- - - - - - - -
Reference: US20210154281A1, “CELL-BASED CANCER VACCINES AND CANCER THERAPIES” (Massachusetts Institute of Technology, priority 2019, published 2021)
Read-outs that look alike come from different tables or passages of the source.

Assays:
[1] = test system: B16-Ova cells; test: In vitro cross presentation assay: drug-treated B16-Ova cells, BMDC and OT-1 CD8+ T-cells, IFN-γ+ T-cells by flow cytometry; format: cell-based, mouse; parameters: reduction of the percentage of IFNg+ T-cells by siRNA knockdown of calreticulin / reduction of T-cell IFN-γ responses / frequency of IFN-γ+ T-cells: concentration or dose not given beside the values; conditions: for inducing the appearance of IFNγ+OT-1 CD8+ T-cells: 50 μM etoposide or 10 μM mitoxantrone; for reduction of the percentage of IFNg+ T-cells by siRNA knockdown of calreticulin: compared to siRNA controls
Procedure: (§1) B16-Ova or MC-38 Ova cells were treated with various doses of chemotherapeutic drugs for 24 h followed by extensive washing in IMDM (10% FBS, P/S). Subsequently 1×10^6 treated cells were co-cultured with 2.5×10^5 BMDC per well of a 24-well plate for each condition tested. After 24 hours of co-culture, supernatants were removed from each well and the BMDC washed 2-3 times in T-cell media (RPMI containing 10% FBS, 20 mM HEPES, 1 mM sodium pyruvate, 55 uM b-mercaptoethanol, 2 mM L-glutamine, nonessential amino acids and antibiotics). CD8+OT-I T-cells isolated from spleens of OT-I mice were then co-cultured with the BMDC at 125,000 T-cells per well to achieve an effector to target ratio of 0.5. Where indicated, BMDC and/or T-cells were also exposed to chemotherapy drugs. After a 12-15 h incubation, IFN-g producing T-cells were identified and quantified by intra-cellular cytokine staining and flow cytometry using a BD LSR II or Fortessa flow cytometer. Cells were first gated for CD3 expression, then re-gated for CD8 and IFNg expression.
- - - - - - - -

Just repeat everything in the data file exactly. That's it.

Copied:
Reference: US20210154281A1, “CELL-BASED CANCER VACCINES AND CANCER THERAPIES” (Massachusetts Institute of Technology, priority 2019, published 2021)
Read-outs that look alike come from different tables or passages of the source.

Assays:
[1] = test system: B16-Ova cells; test: In vitro cross presentation assay: drug-treated B16-Ova cells, BMDC and OT-1 CD8+ T-cells, IFN-γ+ T-cells by flow cytometry; format: cell-based, mouse; parameters: reduction of the percentage of IFNg+ T-cells by siRNA knockdown of calreticulin / reduction of T-cell IFN-γ responses / frequency of IFN-γ+ T-cells: concentration or dose not given beside the values; conditions: for inducing the appearance of IFNγ+OT-1 CD8+ T-cells: 50 μM etoposide or 10 μM mitoxantrone; for reduction of the percentage of IFNg+ T-cells by siRNA knockdown of calreticulin: compared to siRNA controls
Procedure: (§1) B16-Ova or MC-38 Ova cells were treated with various doses of chemotherapeutic drugs for 24 h followed by extensive washing in IMDM (10% FBS, P/S). Subsequently 1×10^6 treated cells were co-cultured with 2.5×10^5 BMDC per well of a 24-well plate for each condition tested. After 24 hours of co-culture, supernatants were removed from each well and the BMDC washed 2-3 times in T-cell media (RPMI containing 10% FBS, 20 mM HEPES, 1 mM sodium pyruvate, 55 uM b-mercaptoethanol, 2 mM L-glutamine, nonessential amino acids and antibiotics). CD8+OT-I T-cells isolated from spleens of OT-I mice were then co-cultured with the BMDC at 125,000 T-cells per well to achieve an effector to target ratio of 0.5. Where indicated, BMDC and/or T-cells were also exposed to chemotherapy drugs. After a 12-15 h incubation, IFN-g producing T-cells were identified and quantified by intra-cellular cytokine staining and flow cytometry using a BD LSR II or Fortessa flow cytometer. Cells were first gated for CD3 expression, then re-gated for CD8 and IFNg expression.